The Czech Republic air force pilot of a Saab Gripen came within an estimated 10m (33ft) of hitting a target-towing Bombardier Learjet 35 with nine cannon rounds after operating procedures broke down during a live-fire exercise, according to a report published by the Swedish Accident Investigation Board.
The incident happened on 11 October 2006, during manoeuvres involving five Czech Gripen C/Ds and five Aero Vodochody L-159 light combat aircraft, all operating from Sweden's Vidsel test range.
Also involved was a Saab Special Flight Operations (SFO) Bombardier Learjet 35 with three crew members on board, with this flown from Luleå air base and using the call sign "Target 03". Registered SE-RCA, this was towing a 4.5m-long sleeve target 600m behind its wing, with a spare target also deployed around 9m behind the aircraft.
With around 1,000 flight hours experience, including more than 270h on the Gripen, the pilot of single-seat aircraft 9235 mistakenly fired on the spare target using his 27mm Mauser BK27 internal cannon, after first checking with his wing man. "The Czech pilots discussed the target configuration in Czech on their squadron frequency. They considered that the target was close to the towing aircraft, but as they had been cleared to attack, they assumed that they had permission to fire," the report says.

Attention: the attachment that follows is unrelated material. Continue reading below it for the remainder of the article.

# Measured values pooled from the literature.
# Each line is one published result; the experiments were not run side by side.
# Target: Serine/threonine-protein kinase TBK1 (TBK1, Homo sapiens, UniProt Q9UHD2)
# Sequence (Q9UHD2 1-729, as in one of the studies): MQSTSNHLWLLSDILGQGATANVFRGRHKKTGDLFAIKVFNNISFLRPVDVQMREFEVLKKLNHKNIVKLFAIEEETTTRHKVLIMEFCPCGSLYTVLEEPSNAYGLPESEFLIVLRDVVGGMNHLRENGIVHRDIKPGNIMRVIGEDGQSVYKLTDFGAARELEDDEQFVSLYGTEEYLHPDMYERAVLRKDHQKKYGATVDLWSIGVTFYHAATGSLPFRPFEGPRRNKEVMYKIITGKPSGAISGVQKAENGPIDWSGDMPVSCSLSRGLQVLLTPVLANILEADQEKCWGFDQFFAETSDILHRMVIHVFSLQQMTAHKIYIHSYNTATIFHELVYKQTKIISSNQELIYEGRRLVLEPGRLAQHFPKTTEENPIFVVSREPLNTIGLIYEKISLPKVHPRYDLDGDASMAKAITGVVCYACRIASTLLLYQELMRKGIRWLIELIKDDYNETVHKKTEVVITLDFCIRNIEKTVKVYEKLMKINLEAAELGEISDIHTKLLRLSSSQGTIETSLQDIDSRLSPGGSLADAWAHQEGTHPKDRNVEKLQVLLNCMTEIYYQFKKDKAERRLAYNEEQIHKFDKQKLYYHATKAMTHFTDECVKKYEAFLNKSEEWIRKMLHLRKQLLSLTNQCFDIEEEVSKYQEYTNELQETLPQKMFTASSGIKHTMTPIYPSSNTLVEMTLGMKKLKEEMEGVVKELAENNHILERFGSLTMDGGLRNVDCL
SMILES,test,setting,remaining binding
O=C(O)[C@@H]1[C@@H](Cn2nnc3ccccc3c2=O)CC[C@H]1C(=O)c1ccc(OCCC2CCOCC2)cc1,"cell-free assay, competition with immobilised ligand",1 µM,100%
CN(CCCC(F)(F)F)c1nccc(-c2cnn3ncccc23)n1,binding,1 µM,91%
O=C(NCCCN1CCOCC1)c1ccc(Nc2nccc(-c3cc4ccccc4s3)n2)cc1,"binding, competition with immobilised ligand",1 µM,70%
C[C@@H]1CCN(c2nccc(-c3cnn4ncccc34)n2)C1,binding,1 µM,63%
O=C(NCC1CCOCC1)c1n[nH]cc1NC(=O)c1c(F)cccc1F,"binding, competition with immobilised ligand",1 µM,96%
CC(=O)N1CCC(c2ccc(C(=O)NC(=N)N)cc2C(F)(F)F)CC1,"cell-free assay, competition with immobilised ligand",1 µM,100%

© Gripen International
"During the first attack the crew of Target 03 heard a clattering sound that they had never heard before." As the hit indicator on the aircraft's spare target was switched off for the sortie, it was only after landing that the Learjet crew discovered that this had been hit nine times in its rear half, "with a good close grouping". The aircraft was not damaged during the incident, but further firing was suspended.
The report identifies factors including a "too comprehensive campaign during a limited time", and a lack of updated safety instructions for having contributed to the incident. The Czech pilots - who had little or no previous experience of live gun firing against an airborne target - also received confusing briefing instructions and were not told that the spare target would be visible during their attack runs, it adds.
Saab was meanwhile criticised for not having an established standard operating procedure for towing targets during live gun firing. "The Saab SFO Learjet 35 is not equipped in such a way that live gun firing from other aircraft at a towed target could be carried out in a manner that is consistent with flight safety," the report says. "The crew have no possibility to see the target or attacking aircraft in their rear sector, so they cannot order [an] attacking aircraft to hold its fire if the attack profile is abnormal."
The board recommends that the Swedish military review its regulations for the operation of "foreign governmental aviation on Swedish territory", and has also called on Saab to improve its ability to monitor an attacking aircraft under future such conditions. Responses are expected by 18 April 2008, it adds.